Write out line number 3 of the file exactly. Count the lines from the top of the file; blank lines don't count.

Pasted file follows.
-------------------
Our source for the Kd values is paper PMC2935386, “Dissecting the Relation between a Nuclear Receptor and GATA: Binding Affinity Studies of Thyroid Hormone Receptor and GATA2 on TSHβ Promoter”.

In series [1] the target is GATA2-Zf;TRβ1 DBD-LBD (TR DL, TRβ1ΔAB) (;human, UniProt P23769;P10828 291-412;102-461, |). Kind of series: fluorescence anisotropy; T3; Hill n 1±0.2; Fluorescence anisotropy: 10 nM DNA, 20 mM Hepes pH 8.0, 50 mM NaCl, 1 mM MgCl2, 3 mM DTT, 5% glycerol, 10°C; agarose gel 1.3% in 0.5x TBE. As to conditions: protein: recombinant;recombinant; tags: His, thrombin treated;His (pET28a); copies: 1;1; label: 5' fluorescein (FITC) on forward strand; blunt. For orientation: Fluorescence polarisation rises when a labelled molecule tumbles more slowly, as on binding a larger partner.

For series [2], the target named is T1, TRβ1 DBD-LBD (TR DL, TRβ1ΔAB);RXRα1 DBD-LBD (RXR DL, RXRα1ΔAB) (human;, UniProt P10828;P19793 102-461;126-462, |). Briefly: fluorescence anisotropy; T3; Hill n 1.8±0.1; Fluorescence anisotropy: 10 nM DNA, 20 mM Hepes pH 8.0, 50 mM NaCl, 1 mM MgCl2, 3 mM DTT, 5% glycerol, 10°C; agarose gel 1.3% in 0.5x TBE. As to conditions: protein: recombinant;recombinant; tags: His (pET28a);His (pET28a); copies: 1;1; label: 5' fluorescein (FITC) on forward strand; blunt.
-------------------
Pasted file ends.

For series [2], the target named is T1, TRβ1 DBD-LBD (TR DL, TRβ1ΔAB);RXRα1 DBD-LBD (RXR DL, RXRα1ΔAB) (human;, UniProt P10828;P19793 102-461;126-462, |). Briefly: fluorescence anisotropy; T3; Hill n 1.8±0.1; Fluorescence anisotropy: 10 nM DNA, 20 mM Hepes pH 8.0, 50 mM NaCl, 1 mM MgCl2, 3 mM DTT, 5% glycerol, 10°C; agarose gel 1.3% in 0.5x TBE. As to conditions: protein: recombinant;recombinant; tags: His (pET28a);His (pET28a); copies: 1;1; label: 5' fluorescein (FITC) on forward strand; blunt.